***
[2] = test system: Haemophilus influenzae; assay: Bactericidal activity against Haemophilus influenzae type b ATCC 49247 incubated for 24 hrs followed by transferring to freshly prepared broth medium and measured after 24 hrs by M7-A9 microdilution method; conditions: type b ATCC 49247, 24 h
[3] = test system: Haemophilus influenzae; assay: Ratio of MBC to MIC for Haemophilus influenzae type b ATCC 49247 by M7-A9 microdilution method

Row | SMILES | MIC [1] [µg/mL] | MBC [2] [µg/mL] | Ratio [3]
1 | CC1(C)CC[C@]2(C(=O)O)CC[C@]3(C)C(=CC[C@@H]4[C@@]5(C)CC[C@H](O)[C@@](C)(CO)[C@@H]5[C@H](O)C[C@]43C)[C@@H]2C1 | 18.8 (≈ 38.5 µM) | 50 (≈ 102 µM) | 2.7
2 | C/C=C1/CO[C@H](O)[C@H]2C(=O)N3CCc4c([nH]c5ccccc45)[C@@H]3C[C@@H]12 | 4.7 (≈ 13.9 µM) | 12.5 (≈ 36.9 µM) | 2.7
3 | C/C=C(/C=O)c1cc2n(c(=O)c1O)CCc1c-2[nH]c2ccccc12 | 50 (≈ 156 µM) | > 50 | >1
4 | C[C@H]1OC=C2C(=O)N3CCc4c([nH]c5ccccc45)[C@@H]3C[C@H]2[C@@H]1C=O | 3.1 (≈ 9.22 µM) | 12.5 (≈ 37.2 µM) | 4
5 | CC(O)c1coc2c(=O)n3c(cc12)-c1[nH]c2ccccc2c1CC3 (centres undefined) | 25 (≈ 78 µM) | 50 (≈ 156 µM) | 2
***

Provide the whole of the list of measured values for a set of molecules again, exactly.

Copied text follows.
[2] = test system: Haemophilus influenzae; assay: Bactericidal activity against Haemophilus influenzae type b ATCC 49247 incubated for 24 hrs followed by transferring to freshly prepared broth medium and measured after 24 hrs by M7-A9 microdilution method; conditions: type b ATCC 49247, 24 h
[3] = test system: Haemophilus influenzae; assay: Ratio of MBC to MIC for Haemophilus influenzae type b ATCC 49247 by M7-A9 microdilution method

Row | SMILES | MIC [1] [µg/mL] | MBC [2] [µg/mL] | Ratio [3]
1 | CC1(C)CC[C@]2(C(=O)O)CC[C@]3(C)C(=CC[C@@H]4[C@@]5(C)CC[C@H](O)[C@@](C)(CO)[C@@H]5[C@H](O)C[C@]43C)[C@@H]2C1 | 18.8 (≈ 38.5 µM) | 50 (≈ 102 µM) | 2.7
2 | C/C=C1/CO[C@H](O)[C@H]2C(=O)N3CCc4c([nH]c5ccccc45)[C@@H]3C[C@@H]12 | 4.7 (≈ 13.9 µM) | 12.5 (≈ 36.9 µM) | 2.7
3 | C/C=C(/C=O)c1cc2n(c(=O)c1O)CCc1c-2[nH]c2ccccc12 | 50 (≈ 156 µM) | > 50 | >1
4 | C[C@H]1OC=C2C(=O)N3CCc4c([nH]c5ccccc45)[C@@H]3C[C@H]2[C@@H]1C=O | 3.1 (≈ 9.22 µM) | 12.5 (≈ 37.2 µM) | 4
5 | CC(O)c1coc2c(=O)n3c(cc12)-c1[nH]c2ccccc2c1CC3 (centres undefined) | 25 (≈ 78 µM) | 50 (≈ 156 µM) | 2